This is a guest post by Gus Van Harten, professor at the Osgoode Hall Law School and author of Sold Down the Yangtze: Canada's Lopsided Investment Deal with China. This post originally...
Japan's Prime Minister Shinzo Abe has proposed a new international framework that would see worldwide carbon emissions cut in half by 2050.
Prime Minister Abe is getting a little unfair criticism for being short on details of what the final emission targets of his plan will look like. But Abe is right in his diplomatic obfuscation (for now), these are early days and a new international framework will have to take pains to ensure that it is embraced by the United States, who opted not to be part of the Kyoto Protocol.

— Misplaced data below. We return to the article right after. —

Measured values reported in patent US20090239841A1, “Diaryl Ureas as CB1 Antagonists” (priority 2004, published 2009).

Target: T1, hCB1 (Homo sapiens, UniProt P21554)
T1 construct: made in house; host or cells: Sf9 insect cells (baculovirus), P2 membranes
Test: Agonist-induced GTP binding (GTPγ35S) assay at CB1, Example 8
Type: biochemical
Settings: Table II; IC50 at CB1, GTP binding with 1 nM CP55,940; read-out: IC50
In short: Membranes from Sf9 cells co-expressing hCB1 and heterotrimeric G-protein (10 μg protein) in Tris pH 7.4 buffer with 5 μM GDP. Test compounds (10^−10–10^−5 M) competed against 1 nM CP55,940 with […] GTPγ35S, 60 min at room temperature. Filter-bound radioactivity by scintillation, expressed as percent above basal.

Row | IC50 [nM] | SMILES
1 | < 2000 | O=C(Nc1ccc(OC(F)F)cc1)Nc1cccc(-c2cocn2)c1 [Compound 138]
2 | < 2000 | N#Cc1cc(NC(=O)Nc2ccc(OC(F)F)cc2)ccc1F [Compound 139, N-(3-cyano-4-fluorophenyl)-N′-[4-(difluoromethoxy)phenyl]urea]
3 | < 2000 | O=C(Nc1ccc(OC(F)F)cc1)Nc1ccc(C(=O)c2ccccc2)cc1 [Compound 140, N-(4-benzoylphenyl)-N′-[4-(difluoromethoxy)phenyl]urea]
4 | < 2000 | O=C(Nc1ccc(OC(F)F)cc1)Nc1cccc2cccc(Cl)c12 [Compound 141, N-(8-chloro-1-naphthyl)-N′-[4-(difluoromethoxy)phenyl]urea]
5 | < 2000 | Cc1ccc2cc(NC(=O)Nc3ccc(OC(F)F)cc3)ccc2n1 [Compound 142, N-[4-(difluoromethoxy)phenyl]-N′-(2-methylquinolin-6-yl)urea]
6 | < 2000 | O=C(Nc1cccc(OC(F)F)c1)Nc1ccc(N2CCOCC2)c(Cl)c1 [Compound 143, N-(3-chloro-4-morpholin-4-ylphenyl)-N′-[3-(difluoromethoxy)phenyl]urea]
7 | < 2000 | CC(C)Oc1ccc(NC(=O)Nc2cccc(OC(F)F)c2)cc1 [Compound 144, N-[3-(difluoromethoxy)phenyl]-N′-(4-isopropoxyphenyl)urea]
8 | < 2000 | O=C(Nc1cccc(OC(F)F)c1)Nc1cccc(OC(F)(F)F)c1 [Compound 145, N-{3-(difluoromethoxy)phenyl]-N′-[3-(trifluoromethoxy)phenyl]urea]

Earlier in the week, AP reported that the “Smithsonian Institution toned down an exhibit on climate change in the Arctic for fear of angering Congress and the Bush administration.” House Select Committee on Energy Independence and Global Warming Chairman Ed Markey (D-MA) has sent the Smithsonian a letter notifying the institution that he is starting an investigation into the matter.